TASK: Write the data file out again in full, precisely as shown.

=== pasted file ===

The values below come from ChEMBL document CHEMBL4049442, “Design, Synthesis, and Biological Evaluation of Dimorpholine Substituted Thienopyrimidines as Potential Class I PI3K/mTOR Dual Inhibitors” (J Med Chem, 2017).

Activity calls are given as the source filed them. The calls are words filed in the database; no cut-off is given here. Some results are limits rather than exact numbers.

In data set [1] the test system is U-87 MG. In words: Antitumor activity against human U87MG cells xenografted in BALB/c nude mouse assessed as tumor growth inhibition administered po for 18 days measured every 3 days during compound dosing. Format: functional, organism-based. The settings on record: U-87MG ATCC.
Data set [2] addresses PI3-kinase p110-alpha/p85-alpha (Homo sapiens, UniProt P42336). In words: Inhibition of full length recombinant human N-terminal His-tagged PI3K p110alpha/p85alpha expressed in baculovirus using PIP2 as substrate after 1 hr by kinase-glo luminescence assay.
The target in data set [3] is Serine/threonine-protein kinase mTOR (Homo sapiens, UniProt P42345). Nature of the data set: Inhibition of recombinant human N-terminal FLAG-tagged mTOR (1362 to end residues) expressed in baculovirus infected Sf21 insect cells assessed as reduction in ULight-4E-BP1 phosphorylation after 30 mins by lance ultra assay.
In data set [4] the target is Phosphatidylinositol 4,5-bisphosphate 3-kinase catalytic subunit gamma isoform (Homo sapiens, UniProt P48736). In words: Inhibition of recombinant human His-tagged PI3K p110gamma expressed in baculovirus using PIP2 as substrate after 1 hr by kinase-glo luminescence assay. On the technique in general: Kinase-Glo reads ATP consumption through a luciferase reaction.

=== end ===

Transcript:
The values below come from ChEMBL document CHEMBL4049442, “Design, Synthesis, and Biological Evaluation of Dimorpholine Substituted Thienopyrimidines as Potential Class I PI3K/mTOR Dual Inhibitors” (J Med Chem, 2017).

Activity calls are given as the source filed them. The calls are words filed in the database; no cut-off is given here. Some results are limits rather than exact numbers.

In data set [1] the test system is U-87 MG. In words: Antitumor activity against human U87MG cells xenografted in BALB/c nude mouse assessed as tumor growth inhibition administered po for 18 days measured every 3 days during compound dosing. Format: functional, organism-based. The settings on record: U-87MG ATCC.
Data set [2] addresses PI3-kinase p110-alpha/p85-alpha (Homo sapiens, UniProt P42336). In words: Inhibition of full length recombinant human N-terminal His-tagged PI3K p110alpha/p85alpha expressed in baculovirus using PIP2 as substrate after 1 hr by kinase-glo luminescence assay.
The target in data set [3] is Serine/threonine-protein kinase mTOR (Homo sapiens, UniProt P42345). Nature of the data set: Inhibition of recombinant human N-terminal FLAG-tagged mTOR (1362 to end residues) expressed in baculovirus infected Sf21 insect cells assessed as reduction in ULight-4E-BP1 phosphorylation after 30 mins by lance ultra assay.
In data set [4] the target is Phosphatidylinositol 4,5-bisphosphate 3-kinase catalytic subunit gamma isoform (Homo sapiens, UniProt P48736). In words: Inhibition of recombinant human His-tagged PI3K p110gamma expressed in baculovirus using PIP2 as substrate after 1 hr by kinase-glo luminescence assay. On the technique in general: Kinase-Glo reads ATP consumption through a luciferase reaction.